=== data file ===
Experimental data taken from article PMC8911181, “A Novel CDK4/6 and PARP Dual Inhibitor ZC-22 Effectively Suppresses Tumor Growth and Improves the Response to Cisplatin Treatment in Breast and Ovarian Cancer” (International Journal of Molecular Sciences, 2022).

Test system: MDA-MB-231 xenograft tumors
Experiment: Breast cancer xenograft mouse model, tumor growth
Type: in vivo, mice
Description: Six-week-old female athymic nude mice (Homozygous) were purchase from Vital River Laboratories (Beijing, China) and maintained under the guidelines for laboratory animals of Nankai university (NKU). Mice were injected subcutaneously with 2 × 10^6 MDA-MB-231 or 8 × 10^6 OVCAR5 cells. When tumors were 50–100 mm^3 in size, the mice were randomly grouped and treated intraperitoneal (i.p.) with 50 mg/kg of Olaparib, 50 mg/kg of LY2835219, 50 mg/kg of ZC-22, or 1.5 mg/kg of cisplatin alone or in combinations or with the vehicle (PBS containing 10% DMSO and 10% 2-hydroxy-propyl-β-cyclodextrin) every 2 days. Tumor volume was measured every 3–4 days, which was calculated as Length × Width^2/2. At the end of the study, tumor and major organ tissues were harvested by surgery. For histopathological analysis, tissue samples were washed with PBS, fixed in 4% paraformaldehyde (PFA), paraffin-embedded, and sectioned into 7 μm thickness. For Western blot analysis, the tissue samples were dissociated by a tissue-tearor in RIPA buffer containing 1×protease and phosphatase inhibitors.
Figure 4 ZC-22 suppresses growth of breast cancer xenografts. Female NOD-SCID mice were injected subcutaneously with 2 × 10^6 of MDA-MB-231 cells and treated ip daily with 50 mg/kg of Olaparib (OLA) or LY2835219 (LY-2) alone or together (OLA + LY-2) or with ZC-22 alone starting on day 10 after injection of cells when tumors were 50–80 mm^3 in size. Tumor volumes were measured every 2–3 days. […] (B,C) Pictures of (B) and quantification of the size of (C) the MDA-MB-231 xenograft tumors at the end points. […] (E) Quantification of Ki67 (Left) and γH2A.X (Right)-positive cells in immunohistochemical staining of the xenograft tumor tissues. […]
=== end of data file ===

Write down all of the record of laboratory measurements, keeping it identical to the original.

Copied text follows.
Experimental data taken from article PMC8911181, “A Novel CDK4/6 and PARP Dual Inhibitor ZC-22 Effectively Suppresses Tumor Growth and Improves the Response to Cisplatin Treatment in Breast and Ovarian Cancer” (International Journal of Molecular Sciences, 2022).

Test system: MDA-MB-231 xenograft tumors
Experiment: Breast cancer xenograft mouse model, tumor growth
Type: in vivo, mice
Description: Six-week-old female athymic nude mice (Homozygous) were purchase from Vital River Laboratories (Beijing, China) and maintained under the guidelines for laboratory animals of Nankai university (NKU). Mice were injected subcutaneously with 2 × 10^6 MDA-MB-231 or 8 × 10^6 OVCAR5 cells. When tumors were 50–100 mm^3 in size, the mice were randomly grouped and treated intraperitoneal (i.p.) with 50 mg/kg of Olaparib, 50 mg/kg of LY2835219, 50 mg/kg of ZC-22, or 1.5 mg/kg of cisplatin alone or in combinations or with the vehicle (PBS containing 10% DMSO and 10% 2-hydroxy-propyl-β-cyclodextrin) every 2 days. Tumor volume was measured every 3–4 days, which was calculated as Length × Width^2/2. At the end of the study, tumor and major organ tissues were harvested by surgery. For histopathological analysis, tissue samples were washed with PBS, fixed in 4% paraformaldehyde (PFA), paraffin-embedded, and sectioned into 7 μm thickness. For Western blot analysis, the tissue samples were dissociated by a tissue-tearor in RIPA buffer containing 1×protease and phosphatase inhibitors.
Figure 4 ZC-22 suppresses growth of breast cancer xenografts. Female NOD-SCID mice were injected subcutaneously with 2 × 10^6 of MDA-MB-231 cells and treated ip daily with 50 mg/kg of Olaparib (OLA) or LY2835219 (LY-2) alone or together (OLA + LY-2) or with ZC-22 alone starting on day 10 after injection of cells when tumors were 50–80 mm^3 in size. Tumor volumes were measured every 2–3 days. […] (B,C) Pictures of (B) and quantification of the size of (C) the MDA-MB-231 xenograft tumors at the end points. […] (E) Quantification of Ki67 (Left) and γH2A.X (Right)-positive cells in immunohistochemical staining of the xenograft tumor tissues. […]